I have just had an entire week at conferences – not everyone’s idea of fun, but more on that later. I also had the pleasure to attend an NZIF Wellington local section meeting, make a presentation on the appropriate role of forestry in reducing New Zealand’s greenhouse gas emissions, and catch up with a number of our members there. Thanks to Kevin Reardon, the local section chair, Peter Hill, for organising the meeting, and CBRE for hosting the meeting.
I then attended the NZ Agricultural and Resource Economists Society meeting in Wellington. I was delighted that one of our Future Foresters (Adrian Loo) was awarded the 2018 NZARES Post-Graduate award for his project to study rural landowners’ afforestation choices for his Masters of Forestry Science at the School of Forestry.
Some other high points of this meeting for me were: • The paper that showed that farmers who reduced their nutrient run off would also reduce greenhouse gas emissions • A paper that showed farmers could reduce livestock numbers and increase profitability. However the speaker in this case also stated that this management option required a high level of pasture management expertise, which would limit uptake of this solution. • Steve Carden, the CEO of Landcorp, who gave a very interesting keynote speech which highlighted the need for more trees on Landcorp farms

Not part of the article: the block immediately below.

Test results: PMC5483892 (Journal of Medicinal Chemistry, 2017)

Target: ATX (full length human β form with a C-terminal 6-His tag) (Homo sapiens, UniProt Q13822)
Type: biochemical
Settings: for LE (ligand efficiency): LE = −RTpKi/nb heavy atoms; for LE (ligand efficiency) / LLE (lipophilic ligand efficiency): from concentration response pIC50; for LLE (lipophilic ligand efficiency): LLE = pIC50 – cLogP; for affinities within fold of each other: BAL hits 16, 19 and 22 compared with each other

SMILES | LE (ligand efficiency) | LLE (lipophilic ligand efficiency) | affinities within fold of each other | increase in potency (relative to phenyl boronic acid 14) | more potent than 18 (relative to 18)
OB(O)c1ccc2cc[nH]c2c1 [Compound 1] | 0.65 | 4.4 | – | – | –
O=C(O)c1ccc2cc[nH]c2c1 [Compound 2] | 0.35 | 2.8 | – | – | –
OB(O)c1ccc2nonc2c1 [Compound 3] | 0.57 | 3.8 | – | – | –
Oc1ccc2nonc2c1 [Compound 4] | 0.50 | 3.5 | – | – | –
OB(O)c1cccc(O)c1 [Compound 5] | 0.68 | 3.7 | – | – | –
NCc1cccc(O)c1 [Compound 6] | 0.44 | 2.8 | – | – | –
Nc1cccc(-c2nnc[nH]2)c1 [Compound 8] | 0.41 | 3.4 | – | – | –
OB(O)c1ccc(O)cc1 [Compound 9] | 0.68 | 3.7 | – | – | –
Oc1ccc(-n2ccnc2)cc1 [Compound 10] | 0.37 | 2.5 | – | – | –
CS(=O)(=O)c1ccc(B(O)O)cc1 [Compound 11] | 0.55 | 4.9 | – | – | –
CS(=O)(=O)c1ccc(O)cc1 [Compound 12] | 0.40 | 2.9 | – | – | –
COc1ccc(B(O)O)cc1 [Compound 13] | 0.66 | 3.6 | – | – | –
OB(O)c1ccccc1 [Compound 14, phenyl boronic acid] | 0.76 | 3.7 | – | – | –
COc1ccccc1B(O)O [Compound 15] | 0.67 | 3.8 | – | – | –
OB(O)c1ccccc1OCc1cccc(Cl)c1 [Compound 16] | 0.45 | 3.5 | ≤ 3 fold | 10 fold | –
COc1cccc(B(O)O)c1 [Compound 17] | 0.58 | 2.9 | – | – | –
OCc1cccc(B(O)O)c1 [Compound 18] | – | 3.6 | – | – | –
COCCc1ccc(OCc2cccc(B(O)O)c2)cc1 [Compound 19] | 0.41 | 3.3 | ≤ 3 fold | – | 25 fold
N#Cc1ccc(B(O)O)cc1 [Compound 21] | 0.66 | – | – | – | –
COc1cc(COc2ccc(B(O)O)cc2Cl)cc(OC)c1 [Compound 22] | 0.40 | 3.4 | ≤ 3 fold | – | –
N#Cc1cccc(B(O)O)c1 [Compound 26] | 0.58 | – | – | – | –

In his opening remarks at the recent NZIF Conference in Nelson, Minister Shane Jones made the observation that he had never seen so many young people at a conference of a similar nature. It is an observation I think the NZIF can wear with pride based on a concerted effort by successive NZIF Councils over a number of years to encourage younger participation, including free student membership of the NZIF.
At the other end of the age spectrum, a number of retirees are actively “working” for the NZIF through various committees or equivalent – fire committee, Registration Board and NZIF Foundation - to name a few. For the in-between years, there is more than enough ways for members to be active in the NZIF through any of the committees above, local sections, conference and the NZIF Council.
But I sometimes wonder what more we might do to help our fellow member in terms of what is known collectively as pastoral care.
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